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Assessing the suitability of highly filled energetic composites for additive manufacture

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poster
posted on 27.11.2020, 14:40 by Michael O'Donnell
There is currently significant interest in the development of additive manufacturing (AM) techniques suitable for various energetic materials, such as explosives and propellants. One potential approach in this application space is to use extrusion-based techniques, such as Direct Ink Writing (DIW), to print highly solids filled pastes based upon uncured polymer bonded explosives (PBXs) or composite propellants. In supporting the development of these techniques, it will be important to develop an understanding of how the rheological properties of the materials affect their overall printability, which can be defined as their suitability for a particular AM approach. Such an understanding could enable rapid selection and optimisation of suitable technologies or formulations based upon measurable parameters.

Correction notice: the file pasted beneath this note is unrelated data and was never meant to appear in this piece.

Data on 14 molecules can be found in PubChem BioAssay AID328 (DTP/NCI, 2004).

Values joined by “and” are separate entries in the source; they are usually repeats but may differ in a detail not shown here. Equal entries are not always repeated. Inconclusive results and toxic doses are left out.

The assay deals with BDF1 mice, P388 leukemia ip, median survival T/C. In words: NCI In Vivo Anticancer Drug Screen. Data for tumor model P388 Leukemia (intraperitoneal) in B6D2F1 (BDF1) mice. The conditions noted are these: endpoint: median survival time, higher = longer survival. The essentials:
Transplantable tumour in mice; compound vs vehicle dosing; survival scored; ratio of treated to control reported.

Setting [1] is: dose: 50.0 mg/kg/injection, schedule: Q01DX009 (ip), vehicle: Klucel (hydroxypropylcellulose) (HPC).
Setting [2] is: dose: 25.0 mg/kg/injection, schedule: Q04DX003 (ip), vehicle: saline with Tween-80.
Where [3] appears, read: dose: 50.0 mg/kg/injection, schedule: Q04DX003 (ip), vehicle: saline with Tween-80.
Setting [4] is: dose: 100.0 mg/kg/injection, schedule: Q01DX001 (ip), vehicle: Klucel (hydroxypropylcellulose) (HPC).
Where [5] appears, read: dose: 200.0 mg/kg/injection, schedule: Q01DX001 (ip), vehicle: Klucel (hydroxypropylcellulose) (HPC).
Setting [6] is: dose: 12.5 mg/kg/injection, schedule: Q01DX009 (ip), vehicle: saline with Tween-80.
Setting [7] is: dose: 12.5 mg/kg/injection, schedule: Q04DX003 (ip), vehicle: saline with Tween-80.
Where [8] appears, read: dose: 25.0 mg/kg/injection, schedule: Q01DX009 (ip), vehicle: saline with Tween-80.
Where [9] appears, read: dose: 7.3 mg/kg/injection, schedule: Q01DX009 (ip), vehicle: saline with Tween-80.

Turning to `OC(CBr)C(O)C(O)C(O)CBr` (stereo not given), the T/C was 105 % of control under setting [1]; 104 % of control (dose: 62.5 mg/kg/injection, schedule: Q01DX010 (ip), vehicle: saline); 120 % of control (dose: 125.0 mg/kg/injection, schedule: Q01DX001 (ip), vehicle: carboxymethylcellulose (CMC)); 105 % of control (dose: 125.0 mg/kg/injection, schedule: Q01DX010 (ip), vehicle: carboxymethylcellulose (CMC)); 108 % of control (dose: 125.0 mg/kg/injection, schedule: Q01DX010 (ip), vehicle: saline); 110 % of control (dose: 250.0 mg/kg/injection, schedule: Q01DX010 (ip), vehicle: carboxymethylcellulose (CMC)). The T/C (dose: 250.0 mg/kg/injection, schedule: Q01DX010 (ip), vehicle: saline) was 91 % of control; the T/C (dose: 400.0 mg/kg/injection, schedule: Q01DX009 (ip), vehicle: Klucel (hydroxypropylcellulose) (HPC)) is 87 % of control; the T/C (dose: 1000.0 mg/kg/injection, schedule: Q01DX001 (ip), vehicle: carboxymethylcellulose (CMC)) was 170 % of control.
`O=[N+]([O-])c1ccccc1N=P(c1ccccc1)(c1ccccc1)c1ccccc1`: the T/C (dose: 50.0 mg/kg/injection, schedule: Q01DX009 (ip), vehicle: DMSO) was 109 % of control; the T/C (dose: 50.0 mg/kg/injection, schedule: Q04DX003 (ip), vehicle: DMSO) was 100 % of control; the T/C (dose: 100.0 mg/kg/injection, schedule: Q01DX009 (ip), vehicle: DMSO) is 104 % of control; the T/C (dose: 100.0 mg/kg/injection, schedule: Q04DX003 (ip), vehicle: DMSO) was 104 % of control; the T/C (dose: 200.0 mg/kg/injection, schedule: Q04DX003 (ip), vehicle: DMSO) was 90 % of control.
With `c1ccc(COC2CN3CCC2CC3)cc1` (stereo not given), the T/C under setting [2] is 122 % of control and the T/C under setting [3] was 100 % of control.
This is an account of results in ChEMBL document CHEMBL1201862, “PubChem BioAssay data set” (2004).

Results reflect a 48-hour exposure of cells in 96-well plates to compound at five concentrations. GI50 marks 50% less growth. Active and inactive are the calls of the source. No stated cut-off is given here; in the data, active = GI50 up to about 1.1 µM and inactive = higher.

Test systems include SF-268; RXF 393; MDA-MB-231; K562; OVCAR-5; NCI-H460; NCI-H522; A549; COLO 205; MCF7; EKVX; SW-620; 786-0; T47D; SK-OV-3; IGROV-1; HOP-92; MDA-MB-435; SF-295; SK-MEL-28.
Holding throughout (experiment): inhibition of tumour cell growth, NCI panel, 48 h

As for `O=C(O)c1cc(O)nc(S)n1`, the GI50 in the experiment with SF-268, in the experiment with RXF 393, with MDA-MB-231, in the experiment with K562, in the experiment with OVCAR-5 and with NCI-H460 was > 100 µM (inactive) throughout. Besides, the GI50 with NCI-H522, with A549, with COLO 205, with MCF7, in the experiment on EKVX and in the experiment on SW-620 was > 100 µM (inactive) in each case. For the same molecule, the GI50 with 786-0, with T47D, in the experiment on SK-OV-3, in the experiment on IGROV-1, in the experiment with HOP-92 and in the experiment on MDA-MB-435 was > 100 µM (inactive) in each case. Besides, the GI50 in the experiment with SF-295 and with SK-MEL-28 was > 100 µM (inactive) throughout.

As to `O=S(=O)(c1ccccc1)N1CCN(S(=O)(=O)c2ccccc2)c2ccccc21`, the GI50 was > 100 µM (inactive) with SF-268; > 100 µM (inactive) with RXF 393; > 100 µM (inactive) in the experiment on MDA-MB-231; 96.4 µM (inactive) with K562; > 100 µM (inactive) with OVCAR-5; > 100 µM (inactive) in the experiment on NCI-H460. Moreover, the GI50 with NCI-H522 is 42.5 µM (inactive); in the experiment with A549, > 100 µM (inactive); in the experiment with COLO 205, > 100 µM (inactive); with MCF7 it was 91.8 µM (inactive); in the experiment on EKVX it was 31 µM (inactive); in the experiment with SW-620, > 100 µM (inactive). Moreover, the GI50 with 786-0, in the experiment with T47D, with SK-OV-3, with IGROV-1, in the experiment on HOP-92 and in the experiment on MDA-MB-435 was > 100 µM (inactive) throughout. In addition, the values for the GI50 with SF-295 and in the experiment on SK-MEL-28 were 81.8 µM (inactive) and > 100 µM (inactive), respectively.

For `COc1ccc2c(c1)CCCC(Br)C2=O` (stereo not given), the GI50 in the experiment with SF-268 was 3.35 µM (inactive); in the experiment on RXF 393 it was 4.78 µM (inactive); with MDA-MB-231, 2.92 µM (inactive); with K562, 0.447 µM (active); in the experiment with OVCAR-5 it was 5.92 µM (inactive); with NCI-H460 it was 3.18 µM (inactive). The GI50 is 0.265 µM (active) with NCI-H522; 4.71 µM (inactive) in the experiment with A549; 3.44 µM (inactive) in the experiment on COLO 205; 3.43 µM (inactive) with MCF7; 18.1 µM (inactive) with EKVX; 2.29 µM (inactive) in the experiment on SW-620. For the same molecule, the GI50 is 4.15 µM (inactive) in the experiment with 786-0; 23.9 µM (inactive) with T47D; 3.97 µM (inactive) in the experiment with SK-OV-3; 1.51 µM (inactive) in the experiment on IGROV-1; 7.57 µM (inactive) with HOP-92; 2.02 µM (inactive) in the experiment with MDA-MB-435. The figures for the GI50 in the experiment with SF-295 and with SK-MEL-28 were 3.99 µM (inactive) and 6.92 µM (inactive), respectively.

This paper reviews the printability of energetic materials in extrusion-based systems, and considers applicable approaches, rheological models and experimental techniques. The design, assembly and testing of custom apparatus for assessing the extrusion properties of an energetic paste are also discussed.

Funding

Defence Science and Technology Laboratory

History

Authoriser (e.g. PI/supervisor)

m.j.smith@cranfield.ac.uk

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